Hudson Pacific is a different kind of real estate investment trust. Not in a boilerplate “We think differently to create value, blah blah blah” corporate culture sense, but in a tangible way: The company leases buildings to high-profile entertainment and technology companies with very specific operational needs.
Coleman spotted an opportunity not just with Netflix, but leasing San Francisco office space to Uber and Santa Monica buildings to esports’ Riot Games when those companies were getting started.
“The focus of Hudson Pacific really was around the media and tech real estate business, and our first acquisitions were two large studios that we bought in Los Angeles,” Coleman told REIT Magazine last year.
Hudson Pacific’s work with Netflix dovetailed with the streaming services move to “Netflix originals” that directly compete with legacy studios, as well as the emergence of other streaming platforms — from Amazon Prime to NBCUniversal’s fledgling Peacock — that need space to produce their own original content.
Hudson Pacific’s Hollywood portfolio alone accounts for a fifth of the 5.2 million square feet of L.A. County’s leasable soundstages, according to Film LA, a local government entity. In fact, Hudson Pacific owns the most soundstage space in the country, with the exception of legacy studios Disney, Warner, Sony, Paramount and Universal.
That, of course, is a major exception. The Paramount lot alone in Hollywood is set to span 4.1 million square feet after construction is completed.
The life of a soundstage space landlord is a lucrative but chaotic endeavor. There is no shortage of film producers roaming L.A. willing to pay to shoot for a few weeks (Film LA studies show county soundstage occupancy at around 95 percent before the pandemic). But besides the problem of short-term tenants, the landlord must also coordinate the production.
“What makes it complicated for everyone is that the components of the cost go far beyond rent,” said a real estate broker who does business at the Hudson Pacific studios. “There’s a slew of add-ons – trailers, stages, production offices, green rooms, and more.”
Hudson Pacific along with Hackman Capital Partners, which leases studio space to Amazon, has tried to operate soundstage leasing to more closely resemble other types of commercial leases.
“Rents were very inconsistent, until Netflix and Amazon began looking at long-term leases,” the consultant said, who added long-term leases can shift operational headaches to the renter.
Still, Hudson Pacific must handle the 50 percent of soundstages not leased to Netflix. According to Vouvalides, the company was leasing 92 percent of its total soundstage space at the end of March, a number that presumably dropped amid the lockdown.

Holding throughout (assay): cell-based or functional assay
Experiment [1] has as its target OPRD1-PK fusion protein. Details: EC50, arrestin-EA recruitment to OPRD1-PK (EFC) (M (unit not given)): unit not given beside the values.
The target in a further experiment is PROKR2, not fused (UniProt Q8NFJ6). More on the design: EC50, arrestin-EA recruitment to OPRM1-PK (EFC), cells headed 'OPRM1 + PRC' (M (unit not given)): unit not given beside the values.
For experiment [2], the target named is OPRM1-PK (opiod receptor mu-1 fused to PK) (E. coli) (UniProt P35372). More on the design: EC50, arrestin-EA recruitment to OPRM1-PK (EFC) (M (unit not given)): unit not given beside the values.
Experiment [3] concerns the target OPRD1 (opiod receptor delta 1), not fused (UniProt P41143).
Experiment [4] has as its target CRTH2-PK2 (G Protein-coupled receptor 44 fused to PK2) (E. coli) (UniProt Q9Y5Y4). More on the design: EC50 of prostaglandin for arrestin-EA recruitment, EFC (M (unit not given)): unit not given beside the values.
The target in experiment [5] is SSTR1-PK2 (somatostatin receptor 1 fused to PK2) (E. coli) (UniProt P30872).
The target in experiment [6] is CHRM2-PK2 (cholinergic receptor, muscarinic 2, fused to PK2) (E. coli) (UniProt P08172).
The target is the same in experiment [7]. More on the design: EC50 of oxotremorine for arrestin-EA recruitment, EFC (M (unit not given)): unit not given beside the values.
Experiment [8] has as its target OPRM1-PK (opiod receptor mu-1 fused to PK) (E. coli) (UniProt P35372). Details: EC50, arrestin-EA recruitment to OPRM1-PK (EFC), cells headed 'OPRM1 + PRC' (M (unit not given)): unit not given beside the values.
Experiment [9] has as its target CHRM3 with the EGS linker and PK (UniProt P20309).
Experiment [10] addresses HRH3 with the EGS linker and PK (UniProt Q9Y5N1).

But in L.A., the roughly 600,000-square feet of studio space not leased to Netflix is still seen as exceedingly valuable.
“This space will be in huge demand once all restrictions are lifted,” Coan said. “I understand that there are a lot of content creators waiting to get into the studios.”
“While everyone is crying [about] the death of the office,” noted Alavi of Paul Hastings. “There will be studio demand.”
On Wall Street, the view is more complicated. As Netflix’s stock has shot up 30 percent since March, the stock of its L.A. landlord has been up and down since March, more in line with other real estate investment trusts.
Hudson Pacific’s stock was trading around $24 after its second quarter earnings call, or about a dollar below its share value in March.
The share price was boosted after the announced deal with Blackstone. An analyst note from Bank of America, which is also a financial advisor on the deal, said Blackstone overvalued Hudson Pacific’s Hollywood portfolio by about 10 percent.
L.A. brokers counter that the soundstage space was undervalued. “This is pretty much irreplaceable space on urban infill sites that sold at or below replacement level cost,” one said. “Building a new soundstage would cost $500 per square foot, while this sold at $530 a square foot as a growing business.”
The broker added that some investors still don’t make the connection between the proliferation of amply bankrolled streaming services with soundstages long-term value. “Soundstages are a space few on Wall Street understand.”
The Next Scene
Hudson Pacific is in acquisition mode following the Blackstone deal. “Especially now that we have reduced our funding requirements for future development, we are nimble and poised to take advantage of market dislocations in the current environment to expand in office as well as studios,” Coleman said on the July earnings call.
One move could be Hudson Pacific acquiring the remaining 25 percent of One Westside Pavilion, office space leased to Google. To own the project, which is being built for $475 million, Hudson Pacific would have to buy off Macerich, a Santa Monica-based real estate investment trust that’s reeling from mall tenants not paying rent.
“Buying up One Westside is certainly a possibility, but it still leaves them with a lot of firepower,” said Goldfarb of Piper Sandler. “They have identified that they want to grow in L.A.”
One path is repurposing sites for more soundstage space. Despite the proliferation in streaming. less than a handful of new L.A. County soundstages have come into operation in the past two decades, according to Film LA data.
There’s also whispers of a very different direction: Blackstone and Hudson Pacific extending their partnership by Blackstone buying Hudson Pacific.
While a big player in Hollywood, Hudson Pacific has just four percent of the market capitalization of Blackstone.
“The downturn may produce more mergers,” said one L.A. commercial broker. “It’s harder for everyone to operate independently.”
Coan sees Blackstone maybe “testing the waters,” and then perhaps snagging a majority stake in the Hollywood studios.
The attorney noted that Hudson Pacific has built a strong brand, but “everybody is always for sale.”
* Clarification: Shortly before this story was published, the Hudson Pacific-Blackstone agreement officially closed. The SEC filing indicates deal terms are unchanged since the June announcement.